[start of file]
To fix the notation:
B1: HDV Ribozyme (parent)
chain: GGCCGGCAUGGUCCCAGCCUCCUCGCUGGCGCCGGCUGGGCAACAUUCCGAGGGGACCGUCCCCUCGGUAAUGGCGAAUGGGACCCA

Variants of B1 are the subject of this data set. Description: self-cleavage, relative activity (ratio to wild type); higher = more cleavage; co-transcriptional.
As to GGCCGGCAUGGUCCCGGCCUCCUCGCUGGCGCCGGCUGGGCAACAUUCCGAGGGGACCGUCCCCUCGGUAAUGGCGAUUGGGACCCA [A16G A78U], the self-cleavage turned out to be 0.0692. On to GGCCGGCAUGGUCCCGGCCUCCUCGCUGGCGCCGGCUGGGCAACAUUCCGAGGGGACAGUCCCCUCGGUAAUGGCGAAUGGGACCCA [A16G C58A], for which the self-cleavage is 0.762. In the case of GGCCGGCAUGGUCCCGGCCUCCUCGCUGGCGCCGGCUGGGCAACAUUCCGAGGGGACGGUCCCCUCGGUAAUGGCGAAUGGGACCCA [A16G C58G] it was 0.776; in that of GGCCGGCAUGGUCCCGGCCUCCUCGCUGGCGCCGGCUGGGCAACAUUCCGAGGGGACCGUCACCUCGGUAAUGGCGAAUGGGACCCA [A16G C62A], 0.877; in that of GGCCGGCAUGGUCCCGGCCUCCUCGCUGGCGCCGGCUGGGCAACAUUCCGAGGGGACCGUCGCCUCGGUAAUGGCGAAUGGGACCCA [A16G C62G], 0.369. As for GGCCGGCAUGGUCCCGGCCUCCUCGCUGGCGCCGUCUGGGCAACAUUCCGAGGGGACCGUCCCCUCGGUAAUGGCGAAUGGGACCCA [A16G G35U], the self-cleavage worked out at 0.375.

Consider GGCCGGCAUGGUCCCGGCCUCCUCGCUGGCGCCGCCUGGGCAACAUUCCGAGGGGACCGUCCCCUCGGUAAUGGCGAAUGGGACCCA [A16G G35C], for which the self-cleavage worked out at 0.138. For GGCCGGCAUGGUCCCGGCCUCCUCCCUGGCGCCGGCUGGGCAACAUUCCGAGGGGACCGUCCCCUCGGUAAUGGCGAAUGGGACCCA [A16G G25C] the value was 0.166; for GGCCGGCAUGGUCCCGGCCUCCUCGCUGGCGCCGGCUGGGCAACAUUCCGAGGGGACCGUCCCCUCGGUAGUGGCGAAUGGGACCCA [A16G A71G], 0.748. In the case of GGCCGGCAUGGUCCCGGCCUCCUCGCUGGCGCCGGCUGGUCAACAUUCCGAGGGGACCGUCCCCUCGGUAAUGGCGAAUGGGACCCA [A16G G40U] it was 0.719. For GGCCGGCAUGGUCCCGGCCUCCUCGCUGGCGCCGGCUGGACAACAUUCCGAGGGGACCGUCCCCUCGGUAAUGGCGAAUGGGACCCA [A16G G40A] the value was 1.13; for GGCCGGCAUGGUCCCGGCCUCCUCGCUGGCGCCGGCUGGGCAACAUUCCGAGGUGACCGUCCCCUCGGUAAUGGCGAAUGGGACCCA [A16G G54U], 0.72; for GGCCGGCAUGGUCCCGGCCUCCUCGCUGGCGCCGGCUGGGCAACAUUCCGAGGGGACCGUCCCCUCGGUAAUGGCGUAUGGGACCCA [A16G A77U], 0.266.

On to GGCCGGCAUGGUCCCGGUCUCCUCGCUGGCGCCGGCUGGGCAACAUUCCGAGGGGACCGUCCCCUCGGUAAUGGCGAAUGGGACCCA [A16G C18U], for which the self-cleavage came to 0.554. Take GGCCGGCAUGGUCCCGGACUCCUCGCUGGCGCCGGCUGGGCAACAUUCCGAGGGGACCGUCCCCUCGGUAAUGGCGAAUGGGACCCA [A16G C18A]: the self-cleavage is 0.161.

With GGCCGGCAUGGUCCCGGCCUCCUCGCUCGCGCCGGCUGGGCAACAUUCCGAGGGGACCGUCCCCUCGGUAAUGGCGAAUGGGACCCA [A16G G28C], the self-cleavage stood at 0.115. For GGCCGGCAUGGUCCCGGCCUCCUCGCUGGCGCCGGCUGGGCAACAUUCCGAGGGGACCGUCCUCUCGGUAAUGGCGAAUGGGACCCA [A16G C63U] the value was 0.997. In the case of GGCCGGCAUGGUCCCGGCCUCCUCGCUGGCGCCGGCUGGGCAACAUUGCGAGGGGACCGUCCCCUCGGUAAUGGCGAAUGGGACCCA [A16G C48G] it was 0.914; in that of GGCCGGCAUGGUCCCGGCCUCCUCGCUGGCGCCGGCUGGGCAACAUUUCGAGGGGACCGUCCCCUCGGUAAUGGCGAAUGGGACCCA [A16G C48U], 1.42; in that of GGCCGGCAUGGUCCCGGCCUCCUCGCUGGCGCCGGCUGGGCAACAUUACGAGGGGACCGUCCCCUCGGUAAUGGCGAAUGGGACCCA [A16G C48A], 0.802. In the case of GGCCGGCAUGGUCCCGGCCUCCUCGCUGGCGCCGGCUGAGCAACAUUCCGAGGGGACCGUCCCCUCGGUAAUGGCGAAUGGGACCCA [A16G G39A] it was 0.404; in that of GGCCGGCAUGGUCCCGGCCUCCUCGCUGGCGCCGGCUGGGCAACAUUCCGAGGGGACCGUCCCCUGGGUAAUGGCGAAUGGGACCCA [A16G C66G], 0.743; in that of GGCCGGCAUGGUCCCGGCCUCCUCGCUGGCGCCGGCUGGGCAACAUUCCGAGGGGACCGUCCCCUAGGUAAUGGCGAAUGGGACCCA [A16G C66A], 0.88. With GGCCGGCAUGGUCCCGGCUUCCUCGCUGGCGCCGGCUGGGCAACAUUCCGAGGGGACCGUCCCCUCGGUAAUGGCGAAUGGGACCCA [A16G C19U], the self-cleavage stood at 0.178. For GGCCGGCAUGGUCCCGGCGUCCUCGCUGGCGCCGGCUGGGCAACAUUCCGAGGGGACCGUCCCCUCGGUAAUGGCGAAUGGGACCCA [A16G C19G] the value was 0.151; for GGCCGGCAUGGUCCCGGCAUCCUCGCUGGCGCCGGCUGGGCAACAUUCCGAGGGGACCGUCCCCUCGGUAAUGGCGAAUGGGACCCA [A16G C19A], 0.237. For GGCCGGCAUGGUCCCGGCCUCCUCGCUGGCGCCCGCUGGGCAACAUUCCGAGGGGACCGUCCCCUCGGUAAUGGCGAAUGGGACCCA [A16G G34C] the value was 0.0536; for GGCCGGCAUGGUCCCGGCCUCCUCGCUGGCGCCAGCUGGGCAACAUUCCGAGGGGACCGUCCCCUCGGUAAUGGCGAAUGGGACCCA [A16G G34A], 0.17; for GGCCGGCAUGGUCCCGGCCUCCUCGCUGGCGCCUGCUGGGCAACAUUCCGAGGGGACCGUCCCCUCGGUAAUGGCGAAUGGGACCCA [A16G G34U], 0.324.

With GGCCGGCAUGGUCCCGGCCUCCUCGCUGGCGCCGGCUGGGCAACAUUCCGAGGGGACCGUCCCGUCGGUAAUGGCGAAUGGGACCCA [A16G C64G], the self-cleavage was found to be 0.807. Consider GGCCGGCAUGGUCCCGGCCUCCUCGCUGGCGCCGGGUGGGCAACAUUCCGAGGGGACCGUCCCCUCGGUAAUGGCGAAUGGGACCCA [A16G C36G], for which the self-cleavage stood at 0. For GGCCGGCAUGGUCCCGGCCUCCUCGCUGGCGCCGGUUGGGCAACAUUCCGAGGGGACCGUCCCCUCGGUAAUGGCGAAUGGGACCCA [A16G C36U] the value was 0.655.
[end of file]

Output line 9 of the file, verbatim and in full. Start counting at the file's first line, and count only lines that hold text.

With GGCCGGCAUGGUCCCGGCCUCCUCGCUGGCGCCGGCUGGGCAACAUUCCGAGGGGACCGUCCCGUCGGUAAUGGCGAAUGGGACCCA [A16G C64G], the self-cleavage was found to be 0.807. Consider GGCCGGCAUGGUCCCGGCCUCCUCGCUGGCGCCGGGUGGGCAACAUUCCGAGGGGACCGUCCCCUCGGUAAUGGCGAAUGGGACCCA [A16G C36G], for which the self-cleavage stood at 0. For GGCCGGCAUGGUCCCGGCCUCCUCGCUGGCGCCGGUUGGGCAACAUUCCGAGGGGACCGUCCCCUCGGUAAUGGCGAAUGGGACCCA [A16G C36U] the value was 0.655.